The sudden and dramatic cancellation of Batgirl was not as big a deal to those within Warner Bros. Discovery as it was to the press. This is the observation coming from WBD Chief Financial Officer Gunnar Wiedenfels.
He made this clear at the Bank of America Media, Communications and Entertainment Conference, as per Deadline’s report, but acknowledges there has been scrutiny swirling around the new heads of the recently-merged conglomerate since the deal was closed.
Still, the exec is bullish about their reputation in the entertainment industry going forward, adding WBD haven’t endured the hit everyone thinks they did by canceling Batgirl and HBO Max original content. It’s all just media chatter in his view.
“Media likes to talk about [the] media, I guess,” Wiedenfels said. “We have healthy relationships with talent, and we are offering one of the best platforms for anyone in the creative space.”
When the moderator asked if there was some kind of reset strategy for DC, he replied there wasn’t. “No,” he said. “There’s a new team coming in, forming a view, providing a financial framework to assess these things.”
He adds, “The focus is, on a go-forward basis here, we’re spending more than ever in the history of the two legacy companies on content. We will continue to make significant investments.”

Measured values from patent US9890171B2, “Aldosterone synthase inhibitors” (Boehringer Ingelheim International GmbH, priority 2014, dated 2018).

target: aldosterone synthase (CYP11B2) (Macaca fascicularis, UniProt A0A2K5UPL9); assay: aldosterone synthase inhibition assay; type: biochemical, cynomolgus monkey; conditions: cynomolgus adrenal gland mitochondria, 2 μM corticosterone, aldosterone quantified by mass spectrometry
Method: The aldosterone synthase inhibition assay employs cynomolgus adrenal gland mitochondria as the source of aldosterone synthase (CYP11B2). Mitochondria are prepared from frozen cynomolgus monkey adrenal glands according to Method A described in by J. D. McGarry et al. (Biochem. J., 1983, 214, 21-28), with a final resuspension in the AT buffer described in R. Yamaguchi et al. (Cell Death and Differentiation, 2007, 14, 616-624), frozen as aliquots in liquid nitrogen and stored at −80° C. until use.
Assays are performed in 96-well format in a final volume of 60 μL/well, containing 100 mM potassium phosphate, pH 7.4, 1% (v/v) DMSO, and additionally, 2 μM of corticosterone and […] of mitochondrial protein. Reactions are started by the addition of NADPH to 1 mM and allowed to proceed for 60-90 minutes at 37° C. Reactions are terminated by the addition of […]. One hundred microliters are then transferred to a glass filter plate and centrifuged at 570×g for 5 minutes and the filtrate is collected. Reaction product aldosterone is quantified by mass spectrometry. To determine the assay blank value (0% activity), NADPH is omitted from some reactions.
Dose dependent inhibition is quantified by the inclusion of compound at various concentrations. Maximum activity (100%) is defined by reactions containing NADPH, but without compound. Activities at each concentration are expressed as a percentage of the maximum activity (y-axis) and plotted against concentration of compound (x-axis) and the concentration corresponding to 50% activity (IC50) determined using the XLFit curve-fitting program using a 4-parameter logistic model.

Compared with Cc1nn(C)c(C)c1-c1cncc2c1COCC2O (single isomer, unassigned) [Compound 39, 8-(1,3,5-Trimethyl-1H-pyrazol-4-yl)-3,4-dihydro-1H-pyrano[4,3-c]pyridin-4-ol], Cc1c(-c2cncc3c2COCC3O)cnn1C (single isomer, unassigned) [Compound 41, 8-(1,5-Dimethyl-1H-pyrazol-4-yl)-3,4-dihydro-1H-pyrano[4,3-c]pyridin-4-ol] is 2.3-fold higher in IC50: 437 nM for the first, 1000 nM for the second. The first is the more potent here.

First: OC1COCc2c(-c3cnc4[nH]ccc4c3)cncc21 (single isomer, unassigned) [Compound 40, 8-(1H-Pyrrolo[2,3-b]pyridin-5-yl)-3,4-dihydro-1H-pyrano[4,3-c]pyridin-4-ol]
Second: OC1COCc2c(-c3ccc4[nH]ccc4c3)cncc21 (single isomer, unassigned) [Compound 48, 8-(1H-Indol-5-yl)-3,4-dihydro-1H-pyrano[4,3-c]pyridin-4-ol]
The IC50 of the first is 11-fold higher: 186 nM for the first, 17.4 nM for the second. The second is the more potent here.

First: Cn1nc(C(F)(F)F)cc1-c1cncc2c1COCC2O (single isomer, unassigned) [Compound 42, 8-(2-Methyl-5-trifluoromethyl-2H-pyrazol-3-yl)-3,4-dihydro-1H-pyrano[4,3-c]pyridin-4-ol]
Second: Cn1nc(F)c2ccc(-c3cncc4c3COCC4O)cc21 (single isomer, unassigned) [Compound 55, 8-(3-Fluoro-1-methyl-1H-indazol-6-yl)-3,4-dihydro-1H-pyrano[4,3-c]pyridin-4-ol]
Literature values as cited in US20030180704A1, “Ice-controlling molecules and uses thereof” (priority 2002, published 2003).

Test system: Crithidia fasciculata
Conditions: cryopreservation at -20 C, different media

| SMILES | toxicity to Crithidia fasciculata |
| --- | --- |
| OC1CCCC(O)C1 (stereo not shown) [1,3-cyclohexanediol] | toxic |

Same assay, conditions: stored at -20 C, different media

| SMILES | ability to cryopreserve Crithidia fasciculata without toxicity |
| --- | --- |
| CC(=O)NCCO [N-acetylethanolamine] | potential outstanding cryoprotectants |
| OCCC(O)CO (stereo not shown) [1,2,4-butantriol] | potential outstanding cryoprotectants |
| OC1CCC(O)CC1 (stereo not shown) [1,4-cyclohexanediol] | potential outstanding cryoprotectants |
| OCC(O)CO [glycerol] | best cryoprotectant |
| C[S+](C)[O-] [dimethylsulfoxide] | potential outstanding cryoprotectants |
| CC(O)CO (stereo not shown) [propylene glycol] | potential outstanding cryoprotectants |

And he continued, “We’ll make them differently, with a different financial rigor and a different focus on full utilization across all platforms, et cetera, but this is the lifeblood of the company and we’ll continue to be investing in it.”
Deadline notes the critique of “the awkward optics of ditching a film starring a Latina actress” did not come up during the discussion and the only reference to the future head of DC was that CEO David Zaslav was still looking for his Kevin Feige.
Talks with film producer and former would-be co-producer of Justice League Mortal Dan Lin quickly fell apart. If the fact he jokingly called Snyderverse supporters “bots” while still in negotiations wasn’t the reason, it sure didn’t help when Zaslav seems to favor the timeline.
Wiedenfels also assured the company is moving closer toward its $3 billion money-saving goal and that it has “passed the $1 billion mark in synergies.” This has been an uphill battle as the joining of Warner and Discovery operations is actually a matter of “five entities blending: Warner Bros, HBO, Turner, CNN, and Discovery.”
“People are working as hard and as fast as possible,” he says, to bring everything into a concordance and to meet the estimated mid-2023 timetable of merging Discovery+ and HBO Max.
Asked why WBD hadn’t considered bundling their offerings instead of merging them, Wiedenfels replied “HBO Max titles are more of a ‘lighthouse’ to draw subscribers…while Discovery+ delivers ‘long daily viewership’ and engagement.”